Hallissy, Timothy (1869–1958), geologist, was born 8 November 1869 in Garrycloyne, Blarney, Co. Cork, eldest among three sons and two daughters of John Hallissy, tenant farmer, and his first wife Mary Hallissy (née O'Shea). His father had tenancy (1855) of 186 acres, of which he got ownership in 1903, after the land act of that year. After his mother's death Hallissy and his sister went to live with his maternal grandmother, Elizabeth O'Shea, in Shandangan, near Macroom. His father remarried and had five more children with his second wife, Julia (née O' Callaghan). Timothy was educated first at Waterloo national school, Blarney, and then at Macroom. With the intention of studying medicine he entered QCC, but after an illness that required surgery on his face, he changed to science, graduating with a BA in chemistry and physiology (1893) from the Royal College of Science in Dublin. He taught agricultural science at Mount Bellew, Co. Galway, the college run by the Franciscan Brothers, and he became an associate of the Royal College of Science in agriculture (1904), where he also taught soil-physics. His agricultural background assisted him in his appointment as temporary professional assistant to the Geological Survey of Ireland (1905–6) to work on the new initiative by Grenville A. J. Cole (qv) to survey the soils of Ireland. Hallissy was reappointed for part of each year till 1908, when he was offered a permanent position as geologist with the survey. A new soils laboratory was set up in Hume St., Dublin, where soils were brought back from many parts of the country for detailed analysis. His knowledge of French and German helped him keep abreast of developments in soil science in Europe. From 1906 he worked with Henry Joseph Seymour (1876–1954) and James Robinson Kilroe (1848–1927) on the innovative soil map of the Ballyhaise agricultural station, Co. Cavan, previously the home of the Humphry family. The map was the first true soil map published (1910) in Ireland or Britain and the only one ever published by the GSI. It was another fifty years before the National Soil Survey of Ireland began publishing soil maps of Ireland.
After the work at Ballyhaise the focus of the survey's activities changed to more orthodox geology. Hallissy took this change on board and responded by buying geological books to augment his field experience. Although he took part in the Clare Island survey and assessed the island's drifts and soils, he was sole author of the geological section of the final publication (Clare Island Survey, ‘Geology’, RIA Proc., xxxi (1914), 1, pt 7). That same year (1914) he published a revision of the geology of Armagh, Fermanagh, and Monaghan (memoir of GSI, sheet 58). Later he contributed the complete section on agricultural geology for the Standard cyclopedia of modern agriculture.
During the war years he studied soils in Co. Wexford, explored phosphate deposits on the shores of Donegal Bay, worked on the Leinster coalfield, and carried out experiments on the potential yield of fertiliser from potassium-rich rocks, the latter however to null effect. His keeness and hard work led to his promotion (1921) to senior geologist on a wage of £500 a year. After a lull in the activities of the survey during the war of independence and the civil war, he continued his extensive field work. In 1923 his memoir on the occurrence of barytes in Ireland was published, one of his greatest contributions to the geology of Ireland. This report continued to be used as a valuable source of information for mineral exploration in Ireland during the 1950s, ’60s, and ’70s. During 1923–34 he took part in the geological survey in the area of the Liffey river around Pollaphuca, as part of a proposal to construct a hydro-electric generating station. With his director Cole he collaborated on Handbook of the geology of Ireland (1924), which remained the standard text on the geology of Ireland for the next thirty years.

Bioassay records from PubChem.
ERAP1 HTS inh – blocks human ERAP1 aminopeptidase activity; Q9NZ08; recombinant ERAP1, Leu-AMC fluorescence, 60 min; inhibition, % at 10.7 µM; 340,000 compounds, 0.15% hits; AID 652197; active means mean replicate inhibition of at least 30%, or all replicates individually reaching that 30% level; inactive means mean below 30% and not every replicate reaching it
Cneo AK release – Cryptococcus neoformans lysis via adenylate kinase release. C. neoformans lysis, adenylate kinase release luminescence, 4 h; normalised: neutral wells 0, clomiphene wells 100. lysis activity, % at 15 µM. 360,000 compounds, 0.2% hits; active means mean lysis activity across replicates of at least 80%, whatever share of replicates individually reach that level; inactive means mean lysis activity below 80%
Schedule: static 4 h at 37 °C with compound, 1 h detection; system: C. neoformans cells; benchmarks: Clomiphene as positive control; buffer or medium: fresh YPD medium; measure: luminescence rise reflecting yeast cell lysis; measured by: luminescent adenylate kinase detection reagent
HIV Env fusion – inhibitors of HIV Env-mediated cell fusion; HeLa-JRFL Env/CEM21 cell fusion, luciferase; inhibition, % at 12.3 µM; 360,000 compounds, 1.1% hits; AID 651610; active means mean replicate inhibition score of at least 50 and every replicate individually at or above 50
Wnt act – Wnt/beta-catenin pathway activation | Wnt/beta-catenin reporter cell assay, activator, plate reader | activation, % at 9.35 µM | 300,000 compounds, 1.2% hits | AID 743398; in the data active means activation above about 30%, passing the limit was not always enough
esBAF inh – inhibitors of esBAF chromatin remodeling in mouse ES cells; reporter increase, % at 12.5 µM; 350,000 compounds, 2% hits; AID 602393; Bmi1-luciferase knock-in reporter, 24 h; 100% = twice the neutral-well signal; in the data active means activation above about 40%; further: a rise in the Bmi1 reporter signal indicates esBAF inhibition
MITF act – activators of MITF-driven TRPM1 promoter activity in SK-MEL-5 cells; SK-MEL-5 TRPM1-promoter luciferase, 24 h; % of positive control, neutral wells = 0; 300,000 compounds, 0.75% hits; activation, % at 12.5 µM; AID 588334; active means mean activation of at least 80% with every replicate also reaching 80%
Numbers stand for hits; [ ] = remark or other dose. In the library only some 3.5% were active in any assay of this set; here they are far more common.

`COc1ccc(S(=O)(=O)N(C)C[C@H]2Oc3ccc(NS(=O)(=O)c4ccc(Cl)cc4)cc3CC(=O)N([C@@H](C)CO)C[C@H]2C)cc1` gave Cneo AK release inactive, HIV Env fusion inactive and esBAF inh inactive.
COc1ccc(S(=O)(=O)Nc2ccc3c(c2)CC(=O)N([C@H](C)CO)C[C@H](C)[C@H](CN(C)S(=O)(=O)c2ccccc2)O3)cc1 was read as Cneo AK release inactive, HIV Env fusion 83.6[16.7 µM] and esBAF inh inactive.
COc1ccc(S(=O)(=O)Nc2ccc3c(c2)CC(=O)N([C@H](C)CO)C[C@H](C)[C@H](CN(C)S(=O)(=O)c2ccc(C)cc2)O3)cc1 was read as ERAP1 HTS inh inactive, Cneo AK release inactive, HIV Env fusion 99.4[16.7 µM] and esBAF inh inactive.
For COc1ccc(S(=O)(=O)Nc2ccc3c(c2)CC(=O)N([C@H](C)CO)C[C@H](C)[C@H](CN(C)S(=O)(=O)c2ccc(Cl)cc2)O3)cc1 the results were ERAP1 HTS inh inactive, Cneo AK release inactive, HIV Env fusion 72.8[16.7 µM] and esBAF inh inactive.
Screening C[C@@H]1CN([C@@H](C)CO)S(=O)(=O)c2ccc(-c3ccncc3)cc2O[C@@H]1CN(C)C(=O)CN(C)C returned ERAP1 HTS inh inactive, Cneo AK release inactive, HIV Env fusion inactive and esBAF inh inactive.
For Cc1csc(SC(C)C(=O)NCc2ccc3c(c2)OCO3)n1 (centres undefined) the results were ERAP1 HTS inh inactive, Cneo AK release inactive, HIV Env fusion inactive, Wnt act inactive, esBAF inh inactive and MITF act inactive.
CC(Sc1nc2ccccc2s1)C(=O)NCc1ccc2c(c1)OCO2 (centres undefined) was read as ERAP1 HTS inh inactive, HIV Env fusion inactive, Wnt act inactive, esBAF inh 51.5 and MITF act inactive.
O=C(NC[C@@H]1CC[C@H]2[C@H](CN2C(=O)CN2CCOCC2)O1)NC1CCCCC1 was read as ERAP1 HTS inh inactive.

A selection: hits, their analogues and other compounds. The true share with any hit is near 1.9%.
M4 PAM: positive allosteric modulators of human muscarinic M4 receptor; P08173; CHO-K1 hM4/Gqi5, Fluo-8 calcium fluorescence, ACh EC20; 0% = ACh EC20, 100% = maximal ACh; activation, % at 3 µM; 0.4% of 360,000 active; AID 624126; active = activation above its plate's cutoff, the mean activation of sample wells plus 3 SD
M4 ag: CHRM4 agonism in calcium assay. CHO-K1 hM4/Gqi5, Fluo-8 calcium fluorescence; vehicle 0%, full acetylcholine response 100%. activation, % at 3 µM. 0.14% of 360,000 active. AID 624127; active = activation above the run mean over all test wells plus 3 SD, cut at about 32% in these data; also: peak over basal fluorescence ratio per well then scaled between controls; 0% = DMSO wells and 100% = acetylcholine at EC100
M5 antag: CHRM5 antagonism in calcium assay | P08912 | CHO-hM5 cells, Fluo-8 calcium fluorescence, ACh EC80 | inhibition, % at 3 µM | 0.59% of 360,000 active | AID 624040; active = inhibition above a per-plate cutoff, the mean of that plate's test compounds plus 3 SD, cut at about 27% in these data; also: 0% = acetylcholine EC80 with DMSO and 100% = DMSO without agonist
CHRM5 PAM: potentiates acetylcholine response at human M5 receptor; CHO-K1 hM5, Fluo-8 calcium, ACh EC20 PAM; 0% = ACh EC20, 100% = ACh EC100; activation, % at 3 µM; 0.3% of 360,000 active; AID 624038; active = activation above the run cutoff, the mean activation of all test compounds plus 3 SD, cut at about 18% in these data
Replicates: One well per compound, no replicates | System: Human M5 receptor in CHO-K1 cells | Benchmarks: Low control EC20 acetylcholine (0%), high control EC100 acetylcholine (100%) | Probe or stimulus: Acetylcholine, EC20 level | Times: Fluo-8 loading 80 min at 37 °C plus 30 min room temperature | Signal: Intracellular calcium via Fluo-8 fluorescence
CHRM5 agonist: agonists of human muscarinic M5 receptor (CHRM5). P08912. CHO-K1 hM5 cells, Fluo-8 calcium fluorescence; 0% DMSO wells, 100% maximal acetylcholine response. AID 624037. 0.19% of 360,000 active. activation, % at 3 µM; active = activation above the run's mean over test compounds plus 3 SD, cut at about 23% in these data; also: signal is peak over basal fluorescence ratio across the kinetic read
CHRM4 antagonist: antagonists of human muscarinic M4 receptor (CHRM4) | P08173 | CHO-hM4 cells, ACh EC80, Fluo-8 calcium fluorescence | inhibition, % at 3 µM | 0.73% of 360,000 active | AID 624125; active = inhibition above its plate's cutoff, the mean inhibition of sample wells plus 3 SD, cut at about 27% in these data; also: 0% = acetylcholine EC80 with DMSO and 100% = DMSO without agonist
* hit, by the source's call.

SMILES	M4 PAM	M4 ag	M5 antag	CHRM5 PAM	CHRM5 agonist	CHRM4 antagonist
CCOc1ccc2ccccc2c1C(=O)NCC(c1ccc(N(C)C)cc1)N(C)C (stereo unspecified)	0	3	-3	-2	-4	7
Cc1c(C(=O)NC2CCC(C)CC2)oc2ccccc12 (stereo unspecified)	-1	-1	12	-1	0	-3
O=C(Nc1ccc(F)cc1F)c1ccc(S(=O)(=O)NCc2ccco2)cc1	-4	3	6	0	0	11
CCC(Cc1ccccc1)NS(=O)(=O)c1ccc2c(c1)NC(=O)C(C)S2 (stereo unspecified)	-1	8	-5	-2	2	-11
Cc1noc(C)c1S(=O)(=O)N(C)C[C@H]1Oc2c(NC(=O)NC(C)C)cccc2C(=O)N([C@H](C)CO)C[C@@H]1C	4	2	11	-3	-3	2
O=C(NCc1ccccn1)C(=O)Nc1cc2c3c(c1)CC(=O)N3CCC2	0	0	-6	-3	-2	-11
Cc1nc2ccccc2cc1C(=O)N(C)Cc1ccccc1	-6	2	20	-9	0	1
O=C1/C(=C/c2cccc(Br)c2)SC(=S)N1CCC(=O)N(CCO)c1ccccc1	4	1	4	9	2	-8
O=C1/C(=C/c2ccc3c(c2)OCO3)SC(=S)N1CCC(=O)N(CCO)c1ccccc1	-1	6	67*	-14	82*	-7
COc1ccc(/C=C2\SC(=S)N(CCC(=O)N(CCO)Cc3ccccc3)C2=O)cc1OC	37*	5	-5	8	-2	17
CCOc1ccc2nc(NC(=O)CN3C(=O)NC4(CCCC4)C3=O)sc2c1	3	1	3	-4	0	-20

On the death of Cole (1924) he became the senior surviving officer, and for the next four years he took on the duties and responsibilities of acting director but received neither official recognition nor financial reward, despite several letters to the higher authorities. That same year (1924) the geological survey was transferred from the Department of Agriculture and Technical Instruction to the Department of Education, in a move that stymied the activities of the survey for several years. The Department of Education appeared to have little understanding of, or interest in, the activities of the survey. The only publication of note during that era was the first small scale (one million to one) geological map of Ireland published by the survey (1928), which appeared to be devised more for educational use than economic purpose.
In 1928 the survey was transferred again, this time to the Department of Industry and Commerce, and Hallissy's position was at last recognised. He was appointed director (on a salary of £700 a year), a position he retained till his retirement in 1939, aged 70. The survey's activities were once again trained on economic geology and much work was done investigating Irish coalfield resources during those years. Elected MRIA (1911) he was also a fellow (1922) of the Geological Society (London).
A shy and retiring man, he had a reputation for being fair-minded and tactful when dealing with others. He is the only director whose portrait never hung in the GSI gallery. His early operation, which left some disfigurement (he always had a beard), may have made him wary of the artist. He married Pauline O'Donnell from Donegal; they had one son. After a long retirement (from 1939), he died 13 July 1958 at his home, 39 Eaton Square, Terenure, Co. Dublin, aged 88. His wife predeceased him by three months.